Which brings me to my purpose. Not the purpose of this particular blog entry, but my overall purpose... at least for the moment. How can I turn something so devastating, so completely maddening and life changing into something at all positive or productive? I can do this. I can use our story and share it with people who may need to hear it. I had a great opportunity a few weeks ago to speak at a few mom's groups in the area about sensitivity to friends and family who may have a child with a disability and about what it's really like when it happens to you, or your friend, or someone in your family. It was very therapeutic to me... much like this blog is, and like my job which includes helping parents through the hardest time in their lives... I feel that providing that support and spreading my own message may just be my purpose. My life purpose.
So what else can I do? I can talk to other mom's going through diagnosis, I can unite them and more weathered mom's together in well deserved "mom's night outs" and I can spread awareness, and hope, and share sorrow and pain. Better mom's than me are out there lobbying for insurance coverage, are trying to change laws to better our disabled children, and are really attacking some of the bigger issues... but here at home with my soon to be three small children, I have to find a way to bring some sort of meaning to my situation. To create a silver lining, and to make Avery's life and existence valuable and important. I am her voice after all... and it is up to me to make sure that her message, whatever it may be, is heard.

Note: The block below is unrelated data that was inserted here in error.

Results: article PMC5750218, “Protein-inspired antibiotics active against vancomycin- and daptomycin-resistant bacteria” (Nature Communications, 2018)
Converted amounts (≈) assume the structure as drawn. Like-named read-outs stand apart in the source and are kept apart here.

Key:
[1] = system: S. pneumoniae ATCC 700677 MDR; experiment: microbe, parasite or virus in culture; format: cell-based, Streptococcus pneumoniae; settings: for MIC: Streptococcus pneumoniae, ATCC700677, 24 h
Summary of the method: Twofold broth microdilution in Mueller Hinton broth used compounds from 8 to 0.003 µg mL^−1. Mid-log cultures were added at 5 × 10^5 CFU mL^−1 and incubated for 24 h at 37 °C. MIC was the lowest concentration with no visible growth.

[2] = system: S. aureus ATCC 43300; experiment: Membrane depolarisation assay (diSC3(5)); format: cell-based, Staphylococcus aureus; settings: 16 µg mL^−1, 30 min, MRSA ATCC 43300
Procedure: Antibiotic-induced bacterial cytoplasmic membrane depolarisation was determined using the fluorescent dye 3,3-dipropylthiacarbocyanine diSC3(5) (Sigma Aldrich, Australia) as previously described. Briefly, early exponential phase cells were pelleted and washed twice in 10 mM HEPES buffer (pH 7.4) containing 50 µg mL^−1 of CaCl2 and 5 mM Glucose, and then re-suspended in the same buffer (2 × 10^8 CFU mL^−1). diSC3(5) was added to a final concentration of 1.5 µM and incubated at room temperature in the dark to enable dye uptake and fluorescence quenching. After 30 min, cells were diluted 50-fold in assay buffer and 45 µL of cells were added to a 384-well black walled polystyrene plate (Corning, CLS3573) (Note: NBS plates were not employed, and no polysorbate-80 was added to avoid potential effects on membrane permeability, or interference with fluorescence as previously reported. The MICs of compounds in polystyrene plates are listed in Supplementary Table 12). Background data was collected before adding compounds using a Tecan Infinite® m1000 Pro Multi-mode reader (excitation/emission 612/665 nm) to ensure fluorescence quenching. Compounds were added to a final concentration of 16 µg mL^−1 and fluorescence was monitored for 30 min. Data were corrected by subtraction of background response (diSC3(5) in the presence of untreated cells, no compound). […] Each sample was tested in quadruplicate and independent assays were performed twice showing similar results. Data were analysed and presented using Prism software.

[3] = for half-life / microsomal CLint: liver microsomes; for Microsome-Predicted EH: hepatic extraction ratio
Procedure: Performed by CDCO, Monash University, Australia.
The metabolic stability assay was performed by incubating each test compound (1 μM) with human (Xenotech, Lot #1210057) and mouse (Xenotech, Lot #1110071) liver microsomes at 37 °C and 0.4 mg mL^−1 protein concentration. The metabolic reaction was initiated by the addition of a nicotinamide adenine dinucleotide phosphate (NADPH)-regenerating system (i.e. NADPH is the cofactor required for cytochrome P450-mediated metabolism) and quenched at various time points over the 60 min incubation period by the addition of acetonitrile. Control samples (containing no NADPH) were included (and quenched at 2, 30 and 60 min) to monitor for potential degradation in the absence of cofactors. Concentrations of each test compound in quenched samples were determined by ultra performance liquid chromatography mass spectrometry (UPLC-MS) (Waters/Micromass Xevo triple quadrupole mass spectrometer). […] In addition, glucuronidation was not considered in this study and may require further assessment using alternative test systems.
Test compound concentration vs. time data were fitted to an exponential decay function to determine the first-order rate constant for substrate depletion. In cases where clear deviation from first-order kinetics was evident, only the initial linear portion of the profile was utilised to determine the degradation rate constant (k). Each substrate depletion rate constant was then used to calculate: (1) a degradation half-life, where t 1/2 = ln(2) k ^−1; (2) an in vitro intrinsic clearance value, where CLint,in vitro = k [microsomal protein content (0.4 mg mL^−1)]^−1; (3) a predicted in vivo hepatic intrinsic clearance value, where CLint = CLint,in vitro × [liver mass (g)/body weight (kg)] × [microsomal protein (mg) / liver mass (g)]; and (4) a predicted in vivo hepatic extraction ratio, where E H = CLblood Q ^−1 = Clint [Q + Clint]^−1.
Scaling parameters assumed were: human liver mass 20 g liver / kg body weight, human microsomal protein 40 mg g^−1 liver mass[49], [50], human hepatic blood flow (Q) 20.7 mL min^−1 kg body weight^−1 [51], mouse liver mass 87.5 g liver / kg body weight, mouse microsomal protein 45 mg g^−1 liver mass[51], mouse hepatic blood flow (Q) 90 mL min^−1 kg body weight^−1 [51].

I am trying to figure out, little at a time, how to do that. How to somehow make lemonade out of rotten lemons. I may spend a lifetime trying, but since I can't escape our permanent circumstance, I guess I have a lifetime to keep at it.
Now for the positive spin.
Autism may be "permanent" for us, and it's resulting challenges ongoing and ever changing... but also permanent are my deeply rooted feelings of devotion, love, respect, adoration, and passion for my child who may never be able to show me any of those things in return. I am forever committed to her. To help her be all that she can be, and to provide her with every opportunity I can, including a family who loves and supports her... no matter what. I am permanently committed to protect and adore her, until the day I die. And find some way to provide for her even after that. Another life purpose.
I always felt like I was made to be a mom. I never knew how hard that would become, or how much I would actually love my children, but I knew it was meant to be. I can't say the same for Autism. Our kind of Autism is devastating. But I'm trying. I will never give up. That is permanent too.